If you are a business owner or have a leadership role in a business, you probably have some form of intellectual property (IP) that you have created, and that IP should be protected. What happens to this type of intellectual property after you pass? Will you be able to protect how it is used and by whom? Will your heirs be able to receive the profits from it’s use? Below we explore the importance of protecting Intellectual Property with an Estate Plan in Maryland and additional considerations for probate.
What is Intellectual Property (IP)?
Intellectual property can cover a wide variety of assets, but is defined by the World Trade Association as “Intellectual property rights are the rights given to persons over the creations of their minds. They usually give the creator an exclusive right over the use of his/her creation for a certain period of time.” Intellectual property may include any of the following unique items that would be considered ideas of the creator:
- Music & Lyrics,
- Quotes & Slogans,
- Technology Programs,
- Patents & Trademarks,
- Trade secrets and Copyrighted works,
- Processes & Concepts,
- And the list goes on and on.
Why is IP so Valuable?
The valuable aspect of intellectual property is that it can continue to generate revenue long into the future. A trade secret may be relevant for years to come, while a patent lasts for two decades, which can generate much more income than a healthy stock portfolio. Meanwhile, the revenue generated from a song, trademark, or novel can last for years or even multiple generations. Protecting these intellectual assets will require thoughtful planning. So, it’s important to protect intellectual property with an estate plan and seek sound legal guidance to protect your ideas, your legacy, and your heirs.
Assessing the Scope and Value of Your Intellectual Property
One of the first steps for creating an estate plan involving intellectual property is to assess the value and scope of the property, according to the American Bar Association (ABA). Taking inventory of such property takes time, legal knowledge, and experience, and will require determining the scope of the property. Important criteria, according to the ABA, that may need to be thoroughly investigated, include:
- Whether the property is singular or varied (if there is a small or large number of trademarks, copyrights, etc.);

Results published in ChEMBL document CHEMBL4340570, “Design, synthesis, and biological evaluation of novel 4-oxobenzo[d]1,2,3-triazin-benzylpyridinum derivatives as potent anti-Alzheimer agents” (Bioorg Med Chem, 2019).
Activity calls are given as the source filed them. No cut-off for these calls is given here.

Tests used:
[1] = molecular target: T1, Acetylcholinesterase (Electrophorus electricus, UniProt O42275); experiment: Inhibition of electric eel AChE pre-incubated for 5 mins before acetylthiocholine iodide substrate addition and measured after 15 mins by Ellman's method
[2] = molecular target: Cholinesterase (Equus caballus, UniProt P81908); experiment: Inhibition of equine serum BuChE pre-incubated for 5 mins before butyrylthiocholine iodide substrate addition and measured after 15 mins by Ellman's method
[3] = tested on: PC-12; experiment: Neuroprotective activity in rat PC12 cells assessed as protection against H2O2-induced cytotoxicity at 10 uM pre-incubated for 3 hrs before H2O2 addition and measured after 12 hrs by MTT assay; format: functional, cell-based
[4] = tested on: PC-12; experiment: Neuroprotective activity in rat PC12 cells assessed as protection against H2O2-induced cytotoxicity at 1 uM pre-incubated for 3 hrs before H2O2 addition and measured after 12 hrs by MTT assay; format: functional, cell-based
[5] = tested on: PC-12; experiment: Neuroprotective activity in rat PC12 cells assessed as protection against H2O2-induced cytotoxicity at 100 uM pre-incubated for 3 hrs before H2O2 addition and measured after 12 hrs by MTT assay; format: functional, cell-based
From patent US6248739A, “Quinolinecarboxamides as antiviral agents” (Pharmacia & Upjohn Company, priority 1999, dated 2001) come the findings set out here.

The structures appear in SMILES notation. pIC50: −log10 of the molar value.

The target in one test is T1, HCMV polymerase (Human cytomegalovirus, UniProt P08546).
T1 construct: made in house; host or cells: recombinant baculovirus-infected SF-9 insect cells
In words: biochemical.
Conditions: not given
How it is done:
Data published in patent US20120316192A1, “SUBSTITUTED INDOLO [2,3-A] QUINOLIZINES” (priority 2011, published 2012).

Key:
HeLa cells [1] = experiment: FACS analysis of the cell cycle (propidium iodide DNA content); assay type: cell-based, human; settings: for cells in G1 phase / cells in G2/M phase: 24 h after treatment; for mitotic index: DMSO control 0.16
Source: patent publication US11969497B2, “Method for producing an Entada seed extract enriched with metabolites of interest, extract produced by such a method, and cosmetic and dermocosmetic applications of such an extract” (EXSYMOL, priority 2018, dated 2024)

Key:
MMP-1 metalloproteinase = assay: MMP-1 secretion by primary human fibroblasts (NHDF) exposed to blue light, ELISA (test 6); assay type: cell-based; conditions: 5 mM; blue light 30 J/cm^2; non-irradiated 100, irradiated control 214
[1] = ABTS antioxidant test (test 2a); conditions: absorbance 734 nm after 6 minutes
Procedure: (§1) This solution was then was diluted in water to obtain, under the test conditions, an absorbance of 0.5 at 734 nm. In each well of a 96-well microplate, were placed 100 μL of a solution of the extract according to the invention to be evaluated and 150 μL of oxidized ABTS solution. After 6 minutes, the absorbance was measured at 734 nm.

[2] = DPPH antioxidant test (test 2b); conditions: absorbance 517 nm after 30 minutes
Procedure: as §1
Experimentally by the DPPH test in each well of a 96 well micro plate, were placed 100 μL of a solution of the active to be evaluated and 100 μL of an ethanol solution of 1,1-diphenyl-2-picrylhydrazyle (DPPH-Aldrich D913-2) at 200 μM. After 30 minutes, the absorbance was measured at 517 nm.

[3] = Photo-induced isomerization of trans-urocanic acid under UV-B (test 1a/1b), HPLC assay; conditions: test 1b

- The size and scope of the intellectual property;
- Whether or not the property is unique.
Determining the value of intellectual property can be very difficult, as the value of a trade secret, for example, may be low today but extremely valued a year from now. Similarly, the value of a trademark may be high today and worthless 10 years from now. In addition, there are a variety of additional considerations with regards to the rights of the creator of such intellectual property and the disposition of those assets during probate in Maryland. You’ll need an experienced estate planning attorney to provide guidance with regards to your IP and how to transfer, manage, and monitor those assets.
Who Will Receive the Rights?
Intellectual property not only benefits you today, but can be a huge financial advantage for the person or people that you decide to leave the rights with when you pass away. Whether you decide to leave your intellectual property with your children, spouse, or close friend or family member, you need to create an estate plan that will best suit your and their needs. Or, the property may be best left as part of your will or living trust. You may also wish to use this property to make gifts during your lifetime, though going over the $14,000 per year maximum gift will incur serious taxes and such gifts need to be planned carefully. If you live in Maryland, you’ll want to consider how these assets could be affected by the probate process as well.
Call an Annapolis Estate Planning Attorney Today
Your intellectual property is valuable for your legacy and your heir’s future so take steps to protect it! The revenue generated from your intellectual property could either go into your loved ones’ hands, or be lost forever. Reach out to schedule a free consultation with one of the experienced Annapolis estate planning attorneys at Frame & Frame today.